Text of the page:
Northwestern patents, licensing profits down over 90 percent after sale of Lyrica royalties

Drew Gerber, Assistant Campus Editor

Northwestern saw only $32 million in profits from its patents and licensing agreements this year, down from $357 million last year, according to a 2015 report from the NU Innovations and New Ventures Office.

In 2014, the University sold its remaining royalty interests in the fibromyalgia drug Lyrica, which largely contributed to the profits earned last year. The patent for Lyrica is set to expire next year.

Pregabalin, the chemical name for Lyrica, was developed by NU chemistry Prof. Richard Silverman nearly 25 years ago. Ultimately licensed to pharmaceutical company Pfizer, the world’s second-largest drug and biotech company, the probability of having a success like Lyrica is like winning the lottery, said Alicia Loffler, executive director of INVO.

NU sold off the initial portion of its royalty interests in Lyrica at the end of 2007 for $700 million, which has helped the University remain one of the top-ranked universities in terms of profits from patents and licensing for the past seven years, Loffler said.

Generally producing 211 inventions and roughly 12 startups a year, the University’s mission is to move its research to the public and to the market as part of its responsibility to contribute to economic growth, Loffler said. Additionally, because the University receives roughly $620 million in sponsored research, a large portion of which comes in the form of research grants from various federal agencies, there is an obligation “to make every effort to convert that research into products that will help humanity,” she said.

Loffler said the number of inventions produced each year by NU has been growing, with Weinberg College of Arts and Sciences, the Feinberg School of Medicine and the McCormick School of Engineering producing the largest number of inventions and innovations. The inventions, mostly medical and biomedical, usually stem from federally funded research and reflect the ratio — 7 to 1 medical and biomedical to other — of federal investment into those fields.

However, Loffler said the best inventions come from the intersection of many disciplines. Narrative Science, a company that uses software to transform data into readable news, originated as a collaboration between students in the Medill School of Journalism, Media, Integrated Marketing Communications and the department of computer science in McCormick. Using an artificial intelligence platform called Quill, Narrative Science generates stories it says are “indistinguishable” from those written by humans.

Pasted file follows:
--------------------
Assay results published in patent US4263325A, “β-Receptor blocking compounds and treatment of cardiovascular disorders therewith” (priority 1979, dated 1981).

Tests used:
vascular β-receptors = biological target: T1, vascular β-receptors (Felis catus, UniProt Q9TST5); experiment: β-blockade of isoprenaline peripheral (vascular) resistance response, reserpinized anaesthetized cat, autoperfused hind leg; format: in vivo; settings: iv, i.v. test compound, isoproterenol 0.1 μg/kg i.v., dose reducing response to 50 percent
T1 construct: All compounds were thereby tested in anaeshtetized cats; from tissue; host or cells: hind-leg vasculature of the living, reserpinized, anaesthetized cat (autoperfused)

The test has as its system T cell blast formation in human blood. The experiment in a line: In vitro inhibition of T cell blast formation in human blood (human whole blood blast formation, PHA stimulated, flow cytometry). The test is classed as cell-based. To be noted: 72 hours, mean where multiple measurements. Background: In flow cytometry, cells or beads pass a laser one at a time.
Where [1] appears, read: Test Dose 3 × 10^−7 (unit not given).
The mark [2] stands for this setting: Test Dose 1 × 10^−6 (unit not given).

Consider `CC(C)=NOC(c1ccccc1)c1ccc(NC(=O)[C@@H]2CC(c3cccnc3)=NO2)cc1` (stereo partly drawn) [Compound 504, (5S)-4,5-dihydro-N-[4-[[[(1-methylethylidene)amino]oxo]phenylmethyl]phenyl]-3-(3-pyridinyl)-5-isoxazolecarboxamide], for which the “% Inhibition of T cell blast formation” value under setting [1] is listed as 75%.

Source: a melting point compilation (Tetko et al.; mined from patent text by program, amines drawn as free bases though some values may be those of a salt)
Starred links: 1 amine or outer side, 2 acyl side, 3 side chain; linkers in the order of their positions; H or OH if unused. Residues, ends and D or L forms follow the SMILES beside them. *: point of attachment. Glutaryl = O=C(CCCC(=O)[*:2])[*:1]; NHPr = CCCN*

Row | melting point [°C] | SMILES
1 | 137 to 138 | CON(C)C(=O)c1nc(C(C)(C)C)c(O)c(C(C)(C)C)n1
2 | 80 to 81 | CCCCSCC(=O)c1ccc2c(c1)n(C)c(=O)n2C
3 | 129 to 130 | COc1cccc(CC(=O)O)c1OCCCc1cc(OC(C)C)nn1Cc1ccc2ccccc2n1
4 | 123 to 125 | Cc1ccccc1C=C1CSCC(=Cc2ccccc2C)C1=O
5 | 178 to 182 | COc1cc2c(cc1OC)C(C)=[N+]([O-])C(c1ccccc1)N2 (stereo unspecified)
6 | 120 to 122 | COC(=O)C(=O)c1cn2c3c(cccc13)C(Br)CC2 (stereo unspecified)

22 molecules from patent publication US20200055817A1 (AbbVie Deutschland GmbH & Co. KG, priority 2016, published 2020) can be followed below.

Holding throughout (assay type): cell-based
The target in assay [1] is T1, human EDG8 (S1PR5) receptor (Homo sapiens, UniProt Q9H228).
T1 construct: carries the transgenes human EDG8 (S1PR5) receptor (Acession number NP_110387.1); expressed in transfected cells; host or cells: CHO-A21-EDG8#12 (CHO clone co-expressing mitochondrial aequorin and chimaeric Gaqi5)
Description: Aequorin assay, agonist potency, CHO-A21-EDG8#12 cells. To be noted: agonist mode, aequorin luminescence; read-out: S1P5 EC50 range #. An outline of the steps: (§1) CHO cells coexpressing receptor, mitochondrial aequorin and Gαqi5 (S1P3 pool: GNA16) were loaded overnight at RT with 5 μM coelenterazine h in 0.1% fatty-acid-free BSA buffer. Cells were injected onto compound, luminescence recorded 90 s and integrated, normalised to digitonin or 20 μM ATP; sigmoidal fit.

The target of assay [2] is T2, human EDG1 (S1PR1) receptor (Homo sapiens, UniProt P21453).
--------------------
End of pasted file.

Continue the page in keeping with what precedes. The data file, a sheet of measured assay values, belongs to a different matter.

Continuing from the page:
INVO works to nurture a culture of innovation and create structures to support entrepreneurship through educational programs like residencies for entrepreneurs, fellowships and internships for students, Loffler said. She said Chicago lacks the vibrant ecosystem for innovation that universities like the Massachusetts Institute of Technology and Stanford University have because of their locations and access to venture capital.

“In places like MIT and Stanford, because they live in such a vibrant ecosystem, their office is very transactional,” Loffler said. “They have a much longer history than we do… so the office doesn’t do any outreach or any education. … They don’t do many collaborations with the community.”

The Garage, a new NU startup incubator that launched in June, aims to help students develop their ideas and transform them into startup companies. Loffler told The Daily in September that The Garage is a place for students from across the University to come and collaborate.

In terms of investment, the general rule of thumb is that it takes $1 billion of research funding to get one company or product that will secure more than $100 million in revenue, Loffler said. Given this, the best that can be done is to increase this probability of success by creating the supporting infrastructure, she said.

Loffler said INVO’s strategy is already showing some success, with Naurex, an antidepressant company, being purchased by pharmaceutical giant Allergan in July for an initial $560 million. Joseph Moskal, Naurex founder and McCormick professor, believes the drugs Naurex produces offer something new.

“We are in a new space entirely,” Moskal told The Daily at the beginning of October. “This isn’t your grandma’s antidepressant. This is a new class of compounds that work by a new mechanism. And that mechanism is just beginning to be explored.”

Although INVO is happy with the sale of Naurex, the real revenues will come when the drug hits the market — potentially within three years — though the drug has yet to go through clinical trials, Loffler said.

“A lot has been happening in the past five years and it has been driven by students and faculty,” she said. “It has been a great ride.”

A previous version of this story misidentified which school the department of computer science is in. The department of electrical engineering and computer science is in McCormick. The Daily regrets the error.

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